Trump’s executive orders are the damnatio memoriae of our times


Whatever happens – or doesn’t – with respect to Donald Trump’s real and alleged misdeeds, his obsessive attempt to roll back, even to obliterate Barack Obama’s legacy (think #EPA, clean power, healthcare etc) bears consideration.

It may be small-minded but it is hardly unknown – from the earliest times.

In the days of the Roman empire, there were repeated attempts at so-called memory sanctions. This literally meant the attempt to prevent people from remembering or being able to remember someone.

As historian Harriet Flower has noted, a disgraced aristocrat in the Roman empire could be denied a funerary mask or the accompaniment of the masks of his ancestors at his burial. All portraits could be banned as well and enemies of the state were dealt with by excision from memory.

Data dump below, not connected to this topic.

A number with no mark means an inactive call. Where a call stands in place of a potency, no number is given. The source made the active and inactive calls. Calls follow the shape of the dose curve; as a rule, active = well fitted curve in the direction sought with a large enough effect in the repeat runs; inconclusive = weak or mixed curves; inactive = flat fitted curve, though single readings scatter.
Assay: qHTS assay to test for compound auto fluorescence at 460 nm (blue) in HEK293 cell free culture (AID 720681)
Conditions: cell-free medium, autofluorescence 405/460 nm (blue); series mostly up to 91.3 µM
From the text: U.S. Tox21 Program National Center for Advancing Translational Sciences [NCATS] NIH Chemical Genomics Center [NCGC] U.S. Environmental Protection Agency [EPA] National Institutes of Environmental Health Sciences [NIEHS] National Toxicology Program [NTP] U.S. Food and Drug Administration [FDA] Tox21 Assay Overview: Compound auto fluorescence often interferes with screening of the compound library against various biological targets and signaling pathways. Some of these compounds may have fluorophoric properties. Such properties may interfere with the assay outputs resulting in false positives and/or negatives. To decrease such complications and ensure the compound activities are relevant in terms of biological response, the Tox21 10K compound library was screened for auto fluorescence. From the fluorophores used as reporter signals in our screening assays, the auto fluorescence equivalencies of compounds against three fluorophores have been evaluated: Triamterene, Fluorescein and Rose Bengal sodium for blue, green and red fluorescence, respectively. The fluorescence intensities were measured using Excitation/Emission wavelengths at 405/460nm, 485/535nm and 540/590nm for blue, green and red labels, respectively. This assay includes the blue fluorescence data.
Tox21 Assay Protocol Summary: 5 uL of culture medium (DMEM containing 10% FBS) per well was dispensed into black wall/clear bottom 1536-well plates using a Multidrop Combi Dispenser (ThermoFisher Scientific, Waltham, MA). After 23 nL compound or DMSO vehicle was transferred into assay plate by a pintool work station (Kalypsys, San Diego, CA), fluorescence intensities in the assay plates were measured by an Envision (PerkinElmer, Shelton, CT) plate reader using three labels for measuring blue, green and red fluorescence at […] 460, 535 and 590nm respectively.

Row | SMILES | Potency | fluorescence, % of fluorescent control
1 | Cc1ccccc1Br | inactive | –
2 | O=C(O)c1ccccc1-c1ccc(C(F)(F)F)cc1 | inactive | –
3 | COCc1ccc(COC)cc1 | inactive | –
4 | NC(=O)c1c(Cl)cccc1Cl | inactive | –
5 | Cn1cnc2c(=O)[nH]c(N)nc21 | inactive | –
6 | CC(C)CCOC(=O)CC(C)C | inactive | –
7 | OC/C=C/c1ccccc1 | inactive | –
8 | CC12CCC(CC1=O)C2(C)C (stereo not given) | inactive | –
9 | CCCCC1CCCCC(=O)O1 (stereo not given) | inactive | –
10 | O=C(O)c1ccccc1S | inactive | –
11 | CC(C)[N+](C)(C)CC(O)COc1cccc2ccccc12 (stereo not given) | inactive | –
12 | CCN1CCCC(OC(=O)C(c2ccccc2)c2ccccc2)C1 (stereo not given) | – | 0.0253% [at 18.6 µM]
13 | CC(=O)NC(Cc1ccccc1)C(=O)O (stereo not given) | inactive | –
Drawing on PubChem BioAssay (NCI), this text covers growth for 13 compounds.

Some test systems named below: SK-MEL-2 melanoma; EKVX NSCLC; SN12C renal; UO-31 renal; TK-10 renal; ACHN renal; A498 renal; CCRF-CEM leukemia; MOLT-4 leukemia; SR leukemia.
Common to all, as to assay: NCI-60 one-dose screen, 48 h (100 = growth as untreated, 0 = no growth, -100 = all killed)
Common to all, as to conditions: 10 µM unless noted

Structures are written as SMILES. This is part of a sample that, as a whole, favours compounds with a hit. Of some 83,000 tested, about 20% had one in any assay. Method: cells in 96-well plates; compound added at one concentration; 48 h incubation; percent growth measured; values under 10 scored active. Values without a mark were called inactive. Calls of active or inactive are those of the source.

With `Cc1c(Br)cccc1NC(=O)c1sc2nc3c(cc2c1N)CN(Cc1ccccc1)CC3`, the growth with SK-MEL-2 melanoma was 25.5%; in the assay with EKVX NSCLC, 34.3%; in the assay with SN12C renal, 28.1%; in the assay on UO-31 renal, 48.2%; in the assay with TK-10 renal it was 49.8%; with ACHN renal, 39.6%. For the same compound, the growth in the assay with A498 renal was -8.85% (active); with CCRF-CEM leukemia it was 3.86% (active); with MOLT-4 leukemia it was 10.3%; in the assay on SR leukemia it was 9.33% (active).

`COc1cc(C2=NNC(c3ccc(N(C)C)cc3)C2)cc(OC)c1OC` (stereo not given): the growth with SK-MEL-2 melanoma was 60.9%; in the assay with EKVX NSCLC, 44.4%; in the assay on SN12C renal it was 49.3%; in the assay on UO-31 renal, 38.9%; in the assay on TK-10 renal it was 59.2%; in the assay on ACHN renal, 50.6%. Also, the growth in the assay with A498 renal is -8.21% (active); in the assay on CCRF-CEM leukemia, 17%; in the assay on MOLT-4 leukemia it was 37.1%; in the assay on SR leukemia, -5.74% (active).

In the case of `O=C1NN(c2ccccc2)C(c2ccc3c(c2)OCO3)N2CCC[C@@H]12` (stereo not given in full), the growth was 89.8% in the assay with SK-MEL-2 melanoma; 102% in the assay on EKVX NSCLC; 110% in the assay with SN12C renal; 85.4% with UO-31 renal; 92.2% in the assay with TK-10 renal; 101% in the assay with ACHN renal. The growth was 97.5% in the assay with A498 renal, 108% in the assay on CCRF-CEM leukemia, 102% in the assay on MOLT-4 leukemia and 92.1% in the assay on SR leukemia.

Oxford art historian Jaś Elsner writes of “a discourse of image destruction and memory erasure for those who were rivals or former favorites of emperors, including women”. There was the “destruction, demolition, and recutting of portraits in the cases of disgraced former emperors.” This damnatio memoriae (a modern term, not one used by the Romans) involved all kinds of monuments and inscriptions but “centered on statues, which might be demolished, or have their heads recut, or simply have new inscriptions added to replace those of the disgraced”.

This wasn’t far removed from Byzantine political strategy. As Professor Elsner notes, on the fall of an emperor, his images would be removed, or if his throne had been usurped, they would be replaced with images of the new Basileus.

In that sense, for one US president to roll back the orders of his predecessor is a distinctive form of damnatio memoriae, an attempted erasure from their mark on governance.